In 1974, Pieczenik joined the U.S. State Department as a consultant to restructure its Office for the Prevention of Terrorism.[2]

In 1976, Pieczenik was made deputy assistant secretary of state for management.[2][5][9][10]

At the State Department, he served as a "specialist on hostage taking."[11] He has been credited with devising successful negotiating strategies and tactics used in several high profile hostage situations including the 1976 TWA Flight 355 hostage situation and the 1977 kidnapping of the son of Cyprus' president.[2] He was involved in negotiations for the release of Aldo Moro after Moro was kidnapped.for his role, he is widely acknowledged as the savior of the democratic stability of Italy[12] As a renowned psychiatrist, he was utilized as a press source for early information on the mental state of the hostages involved in the Iranian Hostage Crisis after they were freed.[13] In 1977, Pulitzer Prize winning journalist Mary McGrory described Stephen Pieczenik as "one of the most 'brilliantly competent' men in the field of terrorism."[14] He worked "side by side" with Police Chief Maurice J. Cullinane in the Washington, D.C. command center of Mayor Walter Washington during the 1977 Hanafi Siege.[15] In 1978, Pieczenik was known as "a psychiatrist and political scientist in the U.S. State Department whose credentials and experiences are probably unique among officials handling terrorist situations."[2]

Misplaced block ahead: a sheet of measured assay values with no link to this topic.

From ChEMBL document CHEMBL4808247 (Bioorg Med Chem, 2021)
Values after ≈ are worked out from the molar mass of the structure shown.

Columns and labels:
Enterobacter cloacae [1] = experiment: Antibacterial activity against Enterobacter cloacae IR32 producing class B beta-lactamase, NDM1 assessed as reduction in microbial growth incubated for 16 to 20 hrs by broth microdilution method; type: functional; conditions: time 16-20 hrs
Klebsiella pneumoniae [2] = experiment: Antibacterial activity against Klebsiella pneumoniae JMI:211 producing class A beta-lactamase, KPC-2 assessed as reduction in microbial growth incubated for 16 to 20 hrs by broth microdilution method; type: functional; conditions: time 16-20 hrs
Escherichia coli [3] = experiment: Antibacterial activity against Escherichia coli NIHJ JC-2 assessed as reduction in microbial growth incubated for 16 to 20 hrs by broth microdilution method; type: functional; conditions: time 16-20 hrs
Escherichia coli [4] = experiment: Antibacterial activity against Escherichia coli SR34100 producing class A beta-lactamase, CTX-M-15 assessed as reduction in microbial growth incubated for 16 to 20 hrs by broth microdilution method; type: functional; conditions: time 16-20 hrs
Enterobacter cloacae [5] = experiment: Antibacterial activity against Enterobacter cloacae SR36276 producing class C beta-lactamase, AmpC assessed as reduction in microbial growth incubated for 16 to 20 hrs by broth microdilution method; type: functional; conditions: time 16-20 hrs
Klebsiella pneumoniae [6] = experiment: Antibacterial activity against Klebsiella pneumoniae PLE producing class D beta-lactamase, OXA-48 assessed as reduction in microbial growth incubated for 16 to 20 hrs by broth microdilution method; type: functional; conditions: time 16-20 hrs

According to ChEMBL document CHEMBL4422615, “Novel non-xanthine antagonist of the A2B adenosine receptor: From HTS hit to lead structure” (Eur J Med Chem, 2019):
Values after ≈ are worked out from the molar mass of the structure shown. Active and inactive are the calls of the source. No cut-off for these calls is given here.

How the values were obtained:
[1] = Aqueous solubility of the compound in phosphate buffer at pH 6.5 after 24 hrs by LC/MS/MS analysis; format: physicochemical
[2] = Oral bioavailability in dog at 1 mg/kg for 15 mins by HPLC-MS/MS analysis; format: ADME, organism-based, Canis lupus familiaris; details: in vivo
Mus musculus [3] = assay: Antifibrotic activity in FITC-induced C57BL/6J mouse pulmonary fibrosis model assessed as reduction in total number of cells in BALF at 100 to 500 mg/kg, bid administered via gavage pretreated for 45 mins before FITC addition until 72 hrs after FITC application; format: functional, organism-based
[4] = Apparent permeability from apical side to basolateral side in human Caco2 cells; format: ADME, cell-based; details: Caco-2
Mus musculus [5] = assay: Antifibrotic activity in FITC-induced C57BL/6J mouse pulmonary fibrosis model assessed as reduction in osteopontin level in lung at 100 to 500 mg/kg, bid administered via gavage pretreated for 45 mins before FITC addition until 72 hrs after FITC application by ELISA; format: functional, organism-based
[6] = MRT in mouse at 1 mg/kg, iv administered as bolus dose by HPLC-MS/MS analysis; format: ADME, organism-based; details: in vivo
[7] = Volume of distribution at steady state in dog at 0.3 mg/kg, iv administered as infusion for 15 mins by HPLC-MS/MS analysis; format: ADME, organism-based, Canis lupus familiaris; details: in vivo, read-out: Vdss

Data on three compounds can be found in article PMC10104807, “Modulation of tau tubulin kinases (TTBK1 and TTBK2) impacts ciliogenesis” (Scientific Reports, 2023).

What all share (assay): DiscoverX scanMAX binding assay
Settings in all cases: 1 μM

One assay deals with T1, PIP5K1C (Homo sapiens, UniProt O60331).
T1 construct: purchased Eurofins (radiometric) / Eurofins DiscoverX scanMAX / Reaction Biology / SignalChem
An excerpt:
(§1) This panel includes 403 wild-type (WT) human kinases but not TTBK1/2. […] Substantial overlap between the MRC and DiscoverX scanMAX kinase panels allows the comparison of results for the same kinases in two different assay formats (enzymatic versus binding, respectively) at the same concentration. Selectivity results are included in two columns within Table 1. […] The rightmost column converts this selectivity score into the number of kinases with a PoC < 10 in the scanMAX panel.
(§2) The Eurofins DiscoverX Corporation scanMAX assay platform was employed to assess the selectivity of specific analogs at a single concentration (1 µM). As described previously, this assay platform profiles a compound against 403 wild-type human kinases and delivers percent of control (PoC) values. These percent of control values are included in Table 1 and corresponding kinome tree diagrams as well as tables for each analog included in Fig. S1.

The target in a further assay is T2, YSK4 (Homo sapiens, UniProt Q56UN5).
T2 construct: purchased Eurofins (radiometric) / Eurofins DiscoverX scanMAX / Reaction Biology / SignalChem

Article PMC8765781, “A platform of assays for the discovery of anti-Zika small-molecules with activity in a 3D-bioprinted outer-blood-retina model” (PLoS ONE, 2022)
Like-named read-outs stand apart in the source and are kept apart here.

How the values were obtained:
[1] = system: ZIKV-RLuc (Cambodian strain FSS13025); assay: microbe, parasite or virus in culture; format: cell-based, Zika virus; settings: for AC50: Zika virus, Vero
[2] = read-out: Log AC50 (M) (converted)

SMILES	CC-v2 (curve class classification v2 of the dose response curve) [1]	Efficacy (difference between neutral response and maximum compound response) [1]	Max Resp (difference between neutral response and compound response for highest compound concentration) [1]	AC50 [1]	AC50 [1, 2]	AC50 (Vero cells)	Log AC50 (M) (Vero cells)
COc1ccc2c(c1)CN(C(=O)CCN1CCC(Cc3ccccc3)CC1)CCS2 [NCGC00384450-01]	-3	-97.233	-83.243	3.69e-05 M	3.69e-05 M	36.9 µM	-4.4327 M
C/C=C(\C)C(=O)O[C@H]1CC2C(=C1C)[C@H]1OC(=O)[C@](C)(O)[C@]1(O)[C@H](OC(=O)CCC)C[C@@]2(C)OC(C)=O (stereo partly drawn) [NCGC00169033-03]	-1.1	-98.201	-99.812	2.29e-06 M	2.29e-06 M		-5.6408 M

On September 17, 1978 the Camp David Accords were signed. Pieczenik was at the secret Camp David negotiations leading up to the signing of the Accords. He worked out strategy and tactics based on psychopolitical dynamics. He correctly predicted that, given their common backgrounds, Egyptian President Anwar El Sadat and Israeli Prime Minister Menachem Begin would get along.[3]

In 1979, he resigned as deputy assistant secretary of state over the handling of the Iranian hostage crisis.[4]

In the early 1980s, Pieczenik wrote an article for The Washington Post in which he claims to have heard a senior U.S. official in the State Department Operations Center give permission for the attack that led to the death of U.S. Ambassador Adolph Dubs in Kabul, Afghanistan in 1979.[16]

Pieczenik got to know Syrian President Hafez Assad well during his 20 years in the US State Department.[3]

In 1982, Pieczenik was mentioned in a New York Times article as "a psychiatrist who has treated C.I.A. employees".[17]

In 2001, Pieczenik operated as chief executive officer of Strategic Intelligence Associates, a consulting firm.[18]